Tokyo Beat Down Review
Tokyo Beat Down box art
System: DS Review Rating Legend
Dev: Success 1.0 - 1.9 = Avoid 4.0 - 4.4 = Great
Pub: Atlus 2.0 - 2.4 = Poor 4.5 - 4.9 = Must Buy
Release: March 31, 2009 2.5 - 2.9 = Average 5.0 = The Best
Players: 1 3.0 - 3.4 = Fair
ESRB Rating: Teen 3.5 - 3.9 = Good
Tokyo Let Down
by Jonathan Marx

Tokyo Beat Down is a classic beat-'em-up in the vein of Double Dragon, Bad Dudes, and Streets of Rage. In fact, if it weren't for the dual-screen presentation and the single-player-only gameplay, I would have sworn I was popping quarters into a boardwalk arcade from my early teenage years. Of course, such nostalgic gameplay is both a good and bad thing.

Tokyo Beat Down screenshot

I loved getting transported back to the button-mashing days of my youth. Success, the developer, did a masterful job of capturing the feeling of the beat-'em-up genre. Also, the 70s cop show vibe and the slapstick writing had me grinning the whole game long. However, the punch-kick-jump mechanics and the extremely repetitive bad-guy-swarms have not aged well. In the end, Tokyo Beat Down is incredibly derivative, not adding anything significant to the well-worn formula. Thankfully, the fairly engaging, zany story and over-the-top characters do their best to keep players hooked. Still, the game's multiple endings and three playable characters are not enough to save the title from mediocrity. As such, this is a niche game for true fans of the genre.

What do you get when you cross Shaft with Bruce Lee? The appropriately named protagonist of Tokyo Beat Down, Lewis Cannon. Playing as Cannon and a couple other members of the "Beast Cops," players will fight their way through the mean streets of Tokyo, shooting first and asking questions later. The story in Tokyo Beat Down is not particularly meaningful, but the 70s style and witty, often random dialog is enough to keep players from skipping through the story boards (though players are always given the option to skip through the chatter). Thank goodness the plot is entertaining, because these interludes to the action make up the majority of the game. Truly, players will more often than not be wading through a barrage of text bubbles rather than waves of baddies. While this is likely to turn off most who play the game, the patient handful that actually read through the story will be treated to a lot of amusing banter, genuinely endearing them to the exaggerated characters.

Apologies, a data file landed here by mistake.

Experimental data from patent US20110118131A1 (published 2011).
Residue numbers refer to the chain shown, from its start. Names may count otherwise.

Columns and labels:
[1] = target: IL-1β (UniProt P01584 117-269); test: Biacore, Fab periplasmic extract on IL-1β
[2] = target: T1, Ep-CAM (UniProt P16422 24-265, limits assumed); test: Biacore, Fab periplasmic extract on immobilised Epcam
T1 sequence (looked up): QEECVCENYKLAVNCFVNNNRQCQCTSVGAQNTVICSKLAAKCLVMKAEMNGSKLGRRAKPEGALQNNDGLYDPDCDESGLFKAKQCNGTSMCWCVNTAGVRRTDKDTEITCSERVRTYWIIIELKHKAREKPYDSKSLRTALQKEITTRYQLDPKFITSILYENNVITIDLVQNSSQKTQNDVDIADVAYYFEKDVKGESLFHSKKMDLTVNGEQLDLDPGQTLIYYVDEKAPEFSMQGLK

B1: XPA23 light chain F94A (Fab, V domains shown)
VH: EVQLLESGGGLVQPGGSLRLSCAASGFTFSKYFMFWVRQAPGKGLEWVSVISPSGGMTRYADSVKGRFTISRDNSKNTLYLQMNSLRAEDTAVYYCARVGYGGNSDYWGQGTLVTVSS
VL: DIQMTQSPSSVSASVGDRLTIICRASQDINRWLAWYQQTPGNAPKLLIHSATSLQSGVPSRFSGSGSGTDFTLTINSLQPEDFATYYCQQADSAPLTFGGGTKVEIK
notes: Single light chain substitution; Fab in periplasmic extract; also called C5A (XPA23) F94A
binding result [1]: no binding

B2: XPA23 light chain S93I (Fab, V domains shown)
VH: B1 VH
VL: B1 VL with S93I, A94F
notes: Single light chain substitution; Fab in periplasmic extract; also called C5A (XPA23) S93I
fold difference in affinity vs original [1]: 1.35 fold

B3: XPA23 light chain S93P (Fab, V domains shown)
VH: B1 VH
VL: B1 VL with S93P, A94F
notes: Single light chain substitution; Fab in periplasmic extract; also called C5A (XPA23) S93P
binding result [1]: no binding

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Of course, most players will play the game looking for an action title not the next Hotel Dusk. Disappointingly, the gameplay mechanics in Tokyo Beat Down are sorely lacking. Players will be able to take on the seedy underbelly of Tokyo with a series of underwhelming punches and kicks and inadequate gunplay. Bashing barrels and finding weapon drops throughout the game will give you access to manual use of firearms by holding down on the L button and firing with either Y or X. However, players are hamstrung by very limited ammo reserves and slow reaction time, squarely placing the emphasis on the brawling. Combining punches with kicks is also extremely restricted, but if done so correctly, players will be treated to a bonus firearm animation that does extra damage and doesn't tap your ammo pool.

Tokyo Beat Down screenshot

In addition to standard punch-kick combos, players can also initiate charged attacks by tapping the D-pad twice in the desired direction and executing an attack. Likewise, players will also learn to dodge incoming bullets by tapping twice up or down. Though the mechanics exist, blocking and evading are not very well implemented. Graciously, each character has its own special grab attack, initiated by holding B and Y together. These grab attacks are fun and effective, I especially liked Takeshi Bando's atomic pile driver - it just looks like it really hurts. Adding the R button before pressing on Y and B will give you access to Heroic Kicks and Slams. These energy bursts are helpful at clearing a little space around you.

That's really all there is to fighting in this game. It ends up coming off as terribly monotonous. You'll be beset by wave after wave of humdrum baddies that become increasingly difficult over time. Although, getting through levels is rarely challenging, as health drops in the form of burgers, pie slices, etc. are prevalent. Perhaps the most challenging aspect of this game is simply reaching down to pick up these goodie drops; for some reason, the game is very unforgiving in terms of collecting ammo and health. As a result, you'll typically have to clear out the horde and then go back and pick up items.

Tokyo Beat Down screenshot

Screenshots / Images
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